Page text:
Friday, October 8, 2010
Book Review: Black Radishes, by Susan Lynn Meyer (Delacorte Press, 2010)
Release date: November 9, 2010
This debut novel by Susan Lynn Meyer was inspired by her own father's experience as a young Jewish boy in Nazi-occupied France. The novel opens in March, 1940, as all Paris prepares for the possibility of war with Nazi Germany. Even the Eiffel Tower has been specially prepared--covered with a layer of dirty gray camouflage paint to disguise it from Nazi bombers. And as the Nazis get ever closer to France, conquering one country after another, anti-Semitism becomes more evident, as well. Young Gustave, too, can't help but feel the tension. The whole subject is hard for Gustave to understand--after all, his family is French, even if they are also Jewish.
While they wait for their visas for America, Gustave's parents decide to leave Paris for the countrywide, where it feels safer, but they have to leave behind Gustave's cousin Jean Paul and his best friend, Marcel. Nearly all their possessions have to be left as well, except Monkey, a stuffed animal that had been his since he was a baby, and a few favorite books, including The Three Musketeers. Gustave doesn't like his new home in Saint-Georges; the first boy his age that he meets jeers at him, calling him "Paris kid." He's not sure Saint-Georges will be safe for him and his family; but in a twist of luck, the village winds up just across the river from the Occupied Zone set up after the French surrendered to the Germans, and they wind up in slightly safer (for the Jews, in any case) Vichy France rather than Nazi-occupied France.
When Gustave meets Nicole, a Catholic girl from the village, he is finally able to make a friend--one who turns out to work for the Resistance. As conditions worsen in the Occupied Zone, Gustave's family hears news that foreign Jews in France are being rounded up and sent to prison camps, where they are dying, just because they're Jewish. Gustave's family is still waiting for the prized affidavit from their cousin in America, in order for their visas to come through. But how can they get their friends and relatives across the demarcation line, before they, too, are arrested? Can the Resistance help get them across? Gustave will have a critical part to play, as his quick thinking, and the German soldiers' fondness for black radishes, help them come up with a plot to outwit the German guards.
An Author's Note give some details about Meyer's own family history, explaining how real events from her father's life are interwoven into this novel. She explains how her father, born in 1929, the same year as Anne Frank, was one of the "lucky few," to escape Europe and survive the Holocaust. In this afterword, she points out some of the specific factors that helped her father get out, including the fact that his family was French-born, escaped first to the safer unoccupied zone, although no one knew it at the time, and also had relatives in America who could sponsor them.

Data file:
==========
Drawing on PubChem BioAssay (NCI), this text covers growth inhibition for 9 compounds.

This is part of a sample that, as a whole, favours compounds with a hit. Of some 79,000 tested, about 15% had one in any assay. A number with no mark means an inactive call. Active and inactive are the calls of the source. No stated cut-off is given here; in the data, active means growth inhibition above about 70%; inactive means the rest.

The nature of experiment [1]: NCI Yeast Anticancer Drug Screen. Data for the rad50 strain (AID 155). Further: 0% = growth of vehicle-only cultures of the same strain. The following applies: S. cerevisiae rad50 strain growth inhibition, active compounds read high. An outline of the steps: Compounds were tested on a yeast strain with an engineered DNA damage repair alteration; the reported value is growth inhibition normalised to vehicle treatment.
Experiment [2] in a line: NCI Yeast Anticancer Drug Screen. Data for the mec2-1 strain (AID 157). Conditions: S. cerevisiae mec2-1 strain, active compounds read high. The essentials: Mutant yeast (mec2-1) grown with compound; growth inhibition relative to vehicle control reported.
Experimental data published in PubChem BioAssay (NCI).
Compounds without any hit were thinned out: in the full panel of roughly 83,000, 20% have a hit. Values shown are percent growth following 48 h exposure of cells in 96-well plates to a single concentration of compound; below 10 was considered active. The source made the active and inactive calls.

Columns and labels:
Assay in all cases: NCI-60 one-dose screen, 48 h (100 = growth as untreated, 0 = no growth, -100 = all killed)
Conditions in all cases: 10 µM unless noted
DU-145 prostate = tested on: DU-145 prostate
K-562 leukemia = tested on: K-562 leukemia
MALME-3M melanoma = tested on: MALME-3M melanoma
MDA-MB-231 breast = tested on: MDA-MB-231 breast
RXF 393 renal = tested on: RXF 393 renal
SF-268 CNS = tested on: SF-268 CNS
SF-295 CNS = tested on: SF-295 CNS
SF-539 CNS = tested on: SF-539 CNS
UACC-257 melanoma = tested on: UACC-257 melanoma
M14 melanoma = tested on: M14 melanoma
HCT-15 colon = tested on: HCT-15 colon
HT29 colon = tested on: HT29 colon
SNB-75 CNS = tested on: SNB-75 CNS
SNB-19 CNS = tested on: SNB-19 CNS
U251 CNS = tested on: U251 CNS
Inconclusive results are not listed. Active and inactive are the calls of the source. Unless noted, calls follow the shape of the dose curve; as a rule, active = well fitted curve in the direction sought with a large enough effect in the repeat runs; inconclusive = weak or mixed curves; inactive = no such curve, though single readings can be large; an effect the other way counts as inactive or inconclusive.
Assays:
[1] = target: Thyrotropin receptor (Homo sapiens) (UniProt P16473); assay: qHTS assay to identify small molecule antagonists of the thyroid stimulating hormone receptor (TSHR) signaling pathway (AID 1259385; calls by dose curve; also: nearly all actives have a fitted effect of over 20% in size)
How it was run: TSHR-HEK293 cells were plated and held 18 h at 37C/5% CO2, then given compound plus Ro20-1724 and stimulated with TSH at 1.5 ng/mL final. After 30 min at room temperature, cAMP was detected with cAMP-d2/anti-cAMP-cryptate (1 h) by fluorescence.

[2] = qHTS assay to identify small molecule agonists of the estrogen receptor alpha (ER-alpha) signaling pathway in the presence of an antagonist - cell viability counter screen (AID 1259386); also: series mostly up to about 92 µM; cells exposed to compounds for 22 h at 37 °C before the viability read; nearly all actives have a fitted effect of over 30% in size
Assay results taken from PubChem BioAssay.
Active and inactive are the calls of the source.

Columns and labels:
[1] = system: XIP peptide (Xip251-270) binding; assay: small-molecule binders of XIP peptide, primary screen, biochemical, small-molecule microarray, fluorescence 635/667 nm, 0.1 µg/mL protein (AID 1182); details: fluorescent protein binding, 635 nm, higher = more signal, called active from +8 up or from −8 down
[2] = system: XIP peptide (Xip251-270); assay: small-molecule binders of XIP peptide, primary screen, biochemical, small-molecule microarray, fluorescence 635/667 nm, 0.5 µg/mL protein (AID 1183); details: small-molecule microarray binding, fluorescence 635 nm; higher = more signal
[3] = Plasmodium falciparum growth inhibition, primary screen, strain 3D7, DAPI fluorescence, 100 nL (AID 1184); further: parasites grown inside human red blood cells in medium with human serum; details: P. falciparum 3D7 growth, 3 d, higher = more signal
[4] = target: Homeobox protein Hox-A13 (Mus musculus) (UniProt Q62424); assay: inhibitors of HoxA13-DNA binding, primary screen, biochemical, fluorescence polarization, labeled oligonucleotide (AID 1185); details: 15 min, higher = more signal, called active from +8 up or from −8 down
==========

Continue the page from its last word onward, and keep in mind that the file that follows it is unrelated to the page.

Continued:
This well-written and suspenseful book is well worth adding to school and public library collections, as it offers yet another perspective on the events of World War II, this time portraying the day-to-day struggles of an ordinary Jewish family in France in the early days of the war. Gustave and his friend Nicole are appealing heroes with whom young readers will identify.
Although the publisher recommends this book for ages 8 to 12, I personally would not give this book to children as young as eight unless they already have some familiarity with the Holocaust (and in general I think that's too young an age to introduce this complex and very disturbing subject). While the narrative doesn't take place in the concentration camps or contain as much violence as some books on the subject, there are many passages referring to the prison camps where the Polish Jews and then the Jews in France were being sent at the time of this novel, as Gustave himself struggles to understand what is happening to his country and his friends and family.
An interesting read-along for this novel would be the 2010 graphic novel Resistance, by Carla Jablonski, which also follows the struggles of Jewish young people and resistance workers in France during the war.
More than 70 years after the Nazis marched into Paris, the French are still struggling to come to terms with the history of the Vichy government and its collaboration with the Nazi regime. Just a few days ago, a document donated anonymously to the Holocaust Memorial in Paris provided written proof that Marechal Petain, leader of Vichy France, who some defenders have said tried to shield the Jews from the worst of the Nazi regime, was actually instrumental in tightening legal restrictions on Jews, which led two years later to their being rounded up and deported to Nazi death camps. For more details on this development, see the link below.